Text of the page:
When you are fishing three people from even an 18′ Lund Alaskan you must be very careful about back casts and lure control. Nothing can end a trip much faster than a lure hooked into some part of your body and medical help a long ways off. The Emmrods were wonderful in this regard. You could cast as far as you needed with almost no worry about hooking the person behind you. Rod storage during the day was much simpler than in years past. The little Emmrods even in their largest configuration the Rugged Flex took up almost no side deck space at all. I carried between 8 and 9 rigged outfits all week in the space I could only have kept 3 or 4 convention poles. Any concerns about rod shafts smacking the gunnel which is death to regular rods in a aluminum boat were nonexistent. All the Emmrods would have done is knock a little paint off the gunnel rail with no harm to the poles. Of course at the end of each fishing day all of the gear is taken out the boats and brought back to the cabins. It amazing how many Emmrods you can grab in one bundle and never worry about anything breaking and when you get to the cabin that notorious rod tip eating screen door is thwarted from the start.
Along with the spinning outfit I mentioned earlier I had bait casting rigs set up too. My two Packers were rigged with ABU reels. One was a single tip rod combined with an ABU 5500C reel loaded with 16lb Momoi mono. This rig was actually the first Emmrod I took up years before. The other Packer rig was a two tip rod and an ABU 6500 UltraCast loaded with 20lb Momoi mono. This is the rig that landed my personal best northern pike on the afternoon of 6/23/09. That fish hit a Slayer jig harness with a one ounce Spro saltwater jig tipped with a white curly tail. The rig would be considered a magnum sized Redfish Magic. It was raining and the skies were very dark, we had been catching a number of smaller pike in a weedy bay on the west side of an area called Anstron Bay. The action was great and we were having a ball. I rigged up the heavier setup just to see what would happen. I caught a smaller pike right away and continued to cast. Then I got a strike that just stopped the lure cold deep in the weeds. Smaller pike will ball up under these conditions in a mass of weeds so I just pulled very hard. The fish came toward me as I winched in my catch with that 6500 ABU. As it came to the surface I had visions of my Florida home and a gator head swimming toward me. Thanks to the power of that two tipped Packer and the extreme net man skills of my brother Gary the fish was quickly landed and pictures taken. It was released unharmed and gave us a little surface show before heading back to the weedy depths.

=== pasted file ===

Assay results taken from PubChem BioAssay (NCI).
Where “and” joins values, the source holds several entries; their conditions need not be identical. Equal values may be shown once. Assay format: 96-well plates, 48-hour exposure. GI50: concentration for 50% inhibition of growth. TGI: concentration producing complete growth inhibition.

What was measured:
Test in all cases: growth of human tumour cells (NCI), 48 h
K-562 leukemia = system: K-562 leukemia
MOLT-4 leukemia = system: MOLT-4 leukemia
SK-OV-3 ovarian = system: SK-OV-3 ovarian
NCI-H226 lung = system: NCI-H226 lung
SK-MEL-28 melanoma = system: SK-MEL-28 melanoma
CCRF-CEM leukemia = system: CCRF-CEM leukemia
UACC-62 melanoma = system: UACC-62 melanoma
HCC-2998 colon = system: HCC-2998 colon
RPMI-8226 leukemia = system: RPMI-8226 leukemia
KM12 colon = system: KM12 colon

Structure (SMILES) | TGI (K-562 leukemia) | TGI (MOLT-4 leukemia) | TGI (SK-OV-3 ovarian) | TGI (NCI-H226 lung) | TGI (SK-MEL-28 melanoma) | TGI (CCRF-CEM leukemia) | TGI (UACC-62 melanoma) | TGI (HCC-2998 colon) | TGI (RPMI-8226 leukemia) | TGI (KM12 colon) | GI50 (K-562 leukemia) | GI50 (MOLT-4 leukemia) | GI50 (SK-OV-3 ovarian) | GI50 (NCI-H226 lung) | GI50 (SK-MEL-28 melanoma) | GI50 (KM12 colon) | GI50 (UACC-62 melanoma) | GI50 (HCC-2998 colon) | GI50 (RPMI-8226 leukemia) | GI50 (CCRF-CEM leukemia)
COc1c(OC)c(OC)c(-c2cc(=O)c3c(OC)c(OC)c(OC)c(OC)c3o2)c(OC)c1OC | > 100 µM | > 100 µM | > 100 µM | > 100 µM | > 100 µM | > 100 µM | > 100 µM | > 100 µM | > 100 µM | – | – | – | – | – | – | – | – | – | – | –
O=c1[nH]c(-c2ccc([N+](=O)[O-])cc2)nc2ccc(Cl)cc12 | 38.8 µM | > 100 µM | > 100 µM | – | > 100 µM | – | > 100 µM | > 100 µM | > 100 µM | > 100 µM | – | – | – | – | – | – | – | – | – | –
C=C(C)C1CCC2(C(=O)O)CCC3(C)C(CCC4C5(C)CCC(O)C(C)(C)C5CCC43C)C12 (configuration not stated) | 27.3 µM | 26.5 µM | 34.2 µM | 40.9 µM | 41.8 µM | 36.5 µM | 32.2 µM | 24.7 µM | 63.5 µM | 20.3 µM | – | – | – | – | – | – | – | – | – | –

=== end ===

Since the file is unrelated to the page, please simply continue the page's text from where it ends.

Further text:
My other bait cast rigs were also pretty successful. I used one of the new Rugged Flex pack rod handles and a single tip rod to create a light all around bait cast rig. The reel was an ABU Record 4 their top of the line multi piece frame casting reel. Properly tuned these are said to be the longest casting ABU reels ever made. On the Emmrod they do live up to their reputation. We were setting up to film some action shots on video the morning of 6/23/09 having just arrived at Anstron Bay. We started out in a area we have always called “Pike-O-Rama” for the huge number of northern pike we catch there. I picked up the Rugged Flex and gave the spool control on the ABU a twist for luck. Tied on was a Slayer harness rigged to a ½ ounce Mission Fishing jig head with a Redfish Magic white paddle tail trailer. I made one long cast, my first of the day, off into the weeds while chatting with Steve over in the camera boat. As soon as the lure hit that water something nailed it. I pulled and it pulled back, hard. So I reared back and set the hook then began the battle. Short and sweet thanks to the power of even that four coil rod it easily got the fish to the boat and my brother manned the net. That muskie was one of two legal ones we got on this trip. We took no still shots of this fish but have it on video.